The position player representative for the 1998 Philadelphia Phillies team in this ‘Phillies 50’ series of random players appeared in two seasons with the club and enjoyed a little more than the cup of coffee tasted by many others.
Selected in the 12th round of the 1992 MLB Amateur Draft out of the University of Cal-Berkeley, Jon Zuber was a southern California native. Mostly a first baseman who also had some corner outfield experience, Zuber was a left-handed hitter and fielder known more as a high-average guy rather than a power source.
That profile would play out as his minor league career developed over the next five years. Rising to Triple-A Scranton-Wilkes Barre by 1995, Zuber began the 1996 season back there with the Red Barons. Thanks to an early season injury to starting first baseman Gregg Jefferies, Zuber was called up at age 26 to provide depth behind usual backup Kevin Jordan.
Over five games that month he was given one start by manager Jim Fregosi. His first plate appearance came on April 19, 1996 as a pinch-hitter for pitcher Rich Hunter in the bottom of the 7th inning of a scoreless game at Veterans Stadium between the Phillies and visiting Saint Louis Cardinals. Zuber struck out against reliever T.J. Mathews. During the five appearances he would go hitless and was returned to Triple-A in late April.
Zuber was called back to Philly in late August and remained with the club for the rest of that season. On August 30, 1996 at The Vet he registered the first hit of his big-league career when he led off the bottom of the 4th inning with a base hit off Los Angeles Dodgers starter Tom Candiotti. He rolled around to third on a double by Jefferies and then scored his first run in Major League Baseball on a sacrifice fly from Benito Santiago.
In all, Zuber appeared in 30 games and received 99 plate appearances. After Pete Incaviglia was dealt to Baltimore in late August, Jefferies was moved to left field and Zuber named the starter for the rest of the season with a Phillies team that lost 95 games and finished in last place.
Zuber spent all of 1997 back at Triple-A and enjoyed an outstanding season, slashing .315/.421/.451 with 45 extra-base hits and a career-high 85 RBIs. But it wasn’t enough for even a September roster expansion promotion.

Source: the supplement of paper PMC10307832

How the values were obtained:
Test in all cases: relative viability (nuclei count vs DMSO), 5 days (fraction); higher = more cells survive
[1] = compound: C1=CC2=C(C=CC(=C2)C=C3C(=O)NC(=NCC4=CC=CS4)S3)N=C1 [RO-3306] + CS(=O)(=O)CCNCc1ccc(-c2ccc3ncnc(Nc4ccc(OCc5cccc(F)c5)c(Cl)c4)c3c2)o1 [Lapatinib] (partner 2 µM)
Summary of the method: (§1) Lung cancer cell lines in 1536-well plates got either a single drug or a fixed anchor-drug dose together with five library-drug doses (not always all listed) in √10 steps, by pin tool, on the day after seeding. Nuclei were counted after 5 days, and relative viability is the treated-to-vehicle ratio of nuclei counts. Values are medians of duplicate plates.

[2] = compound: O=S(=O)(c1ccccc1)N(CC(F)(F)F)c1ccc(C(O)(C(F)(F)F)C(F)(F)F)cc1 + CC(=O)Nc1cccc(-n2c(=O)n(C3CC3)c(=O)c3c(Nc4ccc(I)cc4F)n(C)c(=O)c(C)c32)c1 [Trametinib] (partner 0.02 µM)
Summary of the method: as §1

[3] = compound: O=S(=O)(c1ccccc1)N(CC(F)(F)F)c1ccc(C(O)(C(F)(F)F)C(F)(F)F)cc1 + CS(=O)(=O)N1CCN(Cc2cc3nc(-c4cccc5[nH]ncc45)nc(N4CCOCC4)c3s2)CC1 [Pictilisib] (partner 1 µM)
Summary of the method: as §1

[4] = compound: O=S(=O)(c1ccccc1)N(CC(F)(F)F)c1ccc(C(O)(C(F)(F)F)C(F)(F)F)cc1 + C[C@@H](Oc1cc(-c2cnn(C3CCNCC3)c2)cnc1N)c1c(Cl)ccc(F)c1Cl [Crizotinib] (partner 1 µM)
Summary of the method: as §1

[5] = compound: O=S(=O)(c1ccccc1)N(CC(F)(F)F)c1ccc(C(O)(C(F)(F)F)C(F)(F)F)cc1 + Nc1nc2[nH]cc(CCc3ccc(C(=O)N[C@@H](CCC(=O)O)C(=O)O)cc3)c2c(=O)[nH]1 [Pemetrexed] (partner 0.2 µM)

He would get one more shot in the big-leagues when Zuber was promoted in late June of 1998. He would spend the rest of the season with a team managed by Terry Francona, serving mostly as a left-handed bat off the bench. During that 1998 campaign he produced a .244 batting average and a half-dozen RBIs over 52 plate appearances across 38 games.
After spending all of 1999 back at Triple-A with Scranton-Wilkes Barre, Zuber signed with the New York Yankees as a free agent. He would play the 2000 season with their Triple-A Columbus club. Then in 2001, Zuber chose to go overseas and played with Yokohama in the Japan Central League.
Returning to the states for 2002, Zuber took one final shot by signing with the Milwaukee Brewers. The starter at Triple-A Indianapolis in the Brewers farm system that year, once again Zuber failed to get a promotion back to Major League Baseball.
Zuber would go on to become the hitting coach at Cal-Berkeley. His former pupil, current Oakland A’s starting shortstop Mark Canha, has credited Zuber with much of his current success: “That sophomore season was the one year I had to make it happen,” Canha said in a phone interview with Alex Coffey at The Athletic. “If it wasn’t for him, I don’t know if my career would’ve taken off.”